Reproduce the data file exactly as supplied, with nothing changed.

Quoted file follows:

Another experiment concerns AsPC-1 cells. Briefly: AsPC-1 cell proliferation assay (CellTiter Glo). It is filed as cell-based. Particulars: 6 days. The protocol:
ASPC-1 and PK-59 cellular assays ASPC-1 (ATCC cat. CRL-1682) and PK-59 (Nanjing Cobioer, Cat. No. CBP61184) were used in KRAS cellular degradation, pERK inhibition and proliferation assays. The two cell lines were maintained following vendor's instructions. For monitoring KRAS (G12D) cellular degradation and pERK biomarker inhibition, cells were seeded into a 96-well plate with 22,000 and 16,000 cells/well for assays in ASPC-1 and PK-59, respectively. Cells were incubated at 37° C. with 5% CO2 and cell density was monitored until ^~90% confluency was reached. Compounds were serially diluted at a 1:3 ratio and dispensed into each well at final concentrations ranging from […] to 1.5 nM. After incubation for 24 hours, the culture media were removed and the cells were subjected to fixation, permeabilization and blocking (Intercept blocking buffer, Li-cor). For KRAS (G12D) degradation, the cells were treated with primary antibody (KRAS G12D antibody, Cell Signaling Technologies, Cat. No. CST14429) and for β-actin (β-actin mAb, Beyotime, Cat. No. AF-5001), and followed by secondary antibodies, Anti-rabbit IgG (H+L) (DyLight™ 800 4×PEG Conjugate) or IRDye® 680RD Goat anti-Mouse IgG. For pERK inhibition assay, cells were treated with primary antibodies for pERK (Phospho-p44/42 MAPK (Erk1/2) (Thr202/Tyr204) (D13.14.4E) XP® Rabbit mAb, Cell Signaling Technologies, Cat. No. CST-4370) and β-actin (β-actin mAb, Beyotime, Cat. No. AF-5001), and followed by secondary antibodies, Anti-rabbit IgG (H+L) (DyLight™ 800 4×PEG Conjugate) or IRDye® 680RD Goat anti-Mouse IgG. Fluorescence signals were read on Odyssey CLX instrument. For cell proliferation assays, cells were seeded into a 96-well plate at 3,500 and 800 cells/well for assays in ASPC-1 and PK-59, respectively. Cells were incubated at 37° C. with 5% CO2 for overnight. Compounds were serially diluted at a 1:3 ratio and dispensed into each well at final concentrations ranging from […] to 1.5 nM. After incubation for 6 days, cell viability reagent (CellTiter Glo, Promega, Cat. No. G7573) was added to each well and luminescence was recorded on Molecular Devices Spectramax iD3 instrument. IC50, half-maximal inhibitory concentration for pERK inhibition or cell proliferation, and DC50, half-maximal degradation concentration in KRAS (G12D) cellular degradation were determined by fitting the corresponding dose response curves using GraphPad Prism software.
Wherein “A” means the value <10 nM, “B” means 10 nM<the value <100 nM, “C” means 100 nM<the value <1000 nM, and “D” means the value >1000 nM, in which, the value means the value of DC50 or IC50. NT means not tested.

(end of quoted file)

Another experiment concerns AsPC-1 cells. Briefly: AsPC-1 cell proliferation assay (CellTiter Glo). It is filed as cell-based. Particulars: 6 days. The protocol:
ASPC-1 and PK-59 cellular assays ASPC-1 (ATCC cat. CRL-1682) and PK-59 (Nanjing Cobioer, Cat. No. CBP61184) were used in KRAS cellular degradation, pERK inhibition and proliferation assays. The two cell lines were maintained following vendor's instructions. For monitoring KRAS (G12D) cellular degradation and pERK biomarker inhibition, cells were seeded into a 96-well plate with 22,000 and 16,000 cells/well for assays in ASPC-1 and PK-59, respectively. Cells were incubated at 37° C. with 5% CO2 and cell density was monitored until ^~90% confluency was reached. Compounds were serially diluted at a 1:3 ratio and dispensed into each well at final concentrations ranging from […] to 1.5 nM. After incubation for 24 hours, the culture media were removed and the cells were subjected to fixation, permeabilization and blocking (Intercept blocking buffer, Li-cor). For KRAS (G12D) degradation, the cells were treated with primary antibody (KRAS G12D antibody, Cell Signaling Technologies, Cat. No. CST14429) and for β-actin (β-actin mAb, Beyotime, Cat. No. AF-5001), and followed by secondary antibodies, Anti-rabbit IgG (H+L) (DyLight™ 800 4×PEG Conjugate) or IRDye® 680RD Goat anti-Mouse IgG. For pERK inhibition assay, cells were treated with primary antibodies for pERK (Phospho-p44/42 MAPK (Erk1/2) (Thr202/Tyr204) (D13.14.4E) XP® Rabbit mAb, Cell Signaling Technologies, Cat. No. CST-4370) and β-actin (β-actin mAb, Beyotime, Cat. No. AF-5001), and followed by secondary antibodies, Anti-rabbit IgG (H+L) (DyLight™ 800 4×PEG Conjugate) or IRDye® 680RD Goat anti-Mouse IgG. Fluorescence signals were read on Odyssey CLX instrument. For cell proliferation assays, cells were seeded into a 96-well plate at 3,500 and 800 cells/well for assays in ASPC-1 and PK-59, respectively. Cells were incubated at 37° C. with 5% CO2 for overnight. Compounds were serially diluted at a 1:3 ratio and dispensed into each well at final concentrations ranging from […] to 1.5 nM. After incubation for 6 days, cell viability reagent (CellTiter Glo, Promega, Cat. No. G7573) was added to each well and luminescence was recorded on Molecular Devices Spectramax iD3 instrument. IC50, half-maximal inhibitory concentration for pERK inhibition or cell proliferation, and DC50, half-maximal degradation concentration in KRAS (G12D) cellular degradation were determined by fitting the corresponding dose response curves using GraphPad Prism software.
Wherein “A” means the value <10 nM, “B” means 10 nM<the value <100 nM, “C” means 100 nM<the value <1000 nM, and “D” means the value >1000 nM, in which, the value means the value of DC50 or IC50. NT means not tested.